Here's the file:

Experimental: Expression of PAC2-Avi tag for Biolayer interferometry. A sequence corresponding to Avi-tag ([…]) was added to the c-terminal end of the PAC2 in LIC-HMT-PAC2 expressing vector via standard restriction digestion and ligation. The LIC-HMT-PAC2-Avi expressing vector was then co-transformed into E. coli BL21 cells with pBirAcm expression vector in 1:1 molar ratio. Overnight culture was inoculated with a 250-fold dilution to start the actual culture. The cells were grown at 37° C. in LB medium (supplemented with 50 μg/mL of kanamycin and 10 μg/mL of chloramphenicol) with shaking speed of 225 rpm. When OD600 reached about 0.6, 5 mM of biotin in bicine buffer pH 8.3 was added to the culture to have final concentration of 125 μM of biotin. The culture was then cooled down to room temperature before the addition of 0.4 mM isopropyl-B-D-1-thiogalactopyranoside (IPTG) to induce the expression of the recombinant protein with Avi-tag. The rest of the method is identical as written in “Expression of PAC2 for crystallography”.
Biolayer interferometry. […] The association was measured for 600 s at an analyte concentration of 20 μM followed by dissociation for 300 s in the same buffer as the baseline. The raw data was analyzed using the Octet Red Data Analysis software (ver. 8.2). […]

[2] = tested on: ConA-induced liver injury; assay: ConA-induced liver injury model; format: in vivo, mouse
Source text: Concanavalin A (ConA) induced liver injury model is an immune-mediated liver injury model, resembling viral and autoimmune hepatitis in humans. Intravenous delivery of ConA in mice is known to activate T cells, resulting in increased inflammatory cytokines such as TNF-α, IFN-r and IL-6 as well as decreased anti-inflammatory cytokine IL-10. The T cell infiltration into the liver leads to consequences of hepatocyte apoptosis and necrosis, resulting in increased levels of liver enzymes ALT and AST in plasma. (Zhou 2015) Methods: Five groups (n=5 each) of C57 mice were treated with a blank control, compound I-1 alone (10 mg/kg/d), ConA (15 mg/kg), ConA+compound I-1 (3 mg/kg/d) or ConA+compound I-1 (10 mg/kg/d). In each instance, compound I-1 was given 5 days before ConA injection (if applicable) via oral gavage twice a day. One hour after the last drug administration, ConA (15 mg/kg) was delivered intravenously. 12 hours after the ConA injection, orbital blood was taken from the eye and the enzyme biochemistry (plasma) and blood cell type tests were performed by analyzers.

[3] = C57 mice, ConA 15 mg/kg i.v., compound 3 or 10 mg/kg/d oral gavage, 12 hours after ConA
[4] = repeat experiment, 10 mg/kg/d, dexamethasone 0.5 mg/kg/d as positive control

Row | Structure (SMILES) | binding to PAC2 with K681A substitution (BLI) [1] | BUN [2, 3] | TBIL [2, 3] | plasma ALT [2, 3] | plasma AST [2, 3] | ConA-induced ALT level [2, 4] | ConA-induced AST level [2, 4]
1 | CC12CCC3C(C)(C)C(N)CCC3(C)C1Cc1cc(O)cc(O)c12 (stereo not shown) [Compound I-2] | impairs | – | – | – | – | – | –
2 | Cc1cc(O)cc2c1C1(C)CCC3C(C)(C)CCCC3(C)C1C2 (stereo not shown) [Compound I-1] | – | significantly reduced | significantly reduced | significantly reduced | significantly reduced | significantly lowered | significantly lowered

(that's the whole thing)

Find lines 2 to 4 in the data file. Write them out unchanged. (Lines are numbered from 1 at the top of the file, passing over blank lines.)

Biolayer interferometry. […] The association was measured for 600 s at an analyte concentration of 20 μM followed by dissociation for 300 s in the same buffer as the baseline. The raw data was analyzed using the Octet Red Data Analysis software (ver. 8.2). […]

[2] = tested on: ConA-induced liver injury; assay: ConA-induced liver injury model; format: in vivo, mouse
Source text: Concanavalin A (ConA) induced liver injury model is an immune-mediated liver injury model, resembling viral and autoimmune hepatitis in humans. Intravenous delivery of ConA in mice is known to activate T cells, resulting in increased inflammatory cytokines such as TNF-α, IFN-r and IL-6 as well as decreased anti-inflammatory cytokine IL-10. The T cell infiltration into the liver leads to consequences of hepatocyte apoptosis and necrosis, resulting in increased levels of liver enzymes ALT and AST in plasma. (Zhou 2015) Methods: Five groups (n=5 each) of C57 mice were treated with a blank control, compound I-1 alone (10 mg/kg/d), ConA (15 mg/kg), ConA+compound I-1 (3 mg/kg/d) or ConA+compound I-1 (10 mg/kg/d). In each instance, compound I-1 was given 5 days before ConA injection (if applicable) via oral gavage twice a day. One hour after the last drug administration, ConA (15 mg/kg) was delivered intravenously. 12 hours after the ConA injection, orbital blood was taken from the eye and the enzyme biochemistry (plasma) and blood cell type tests were performed by analyzers.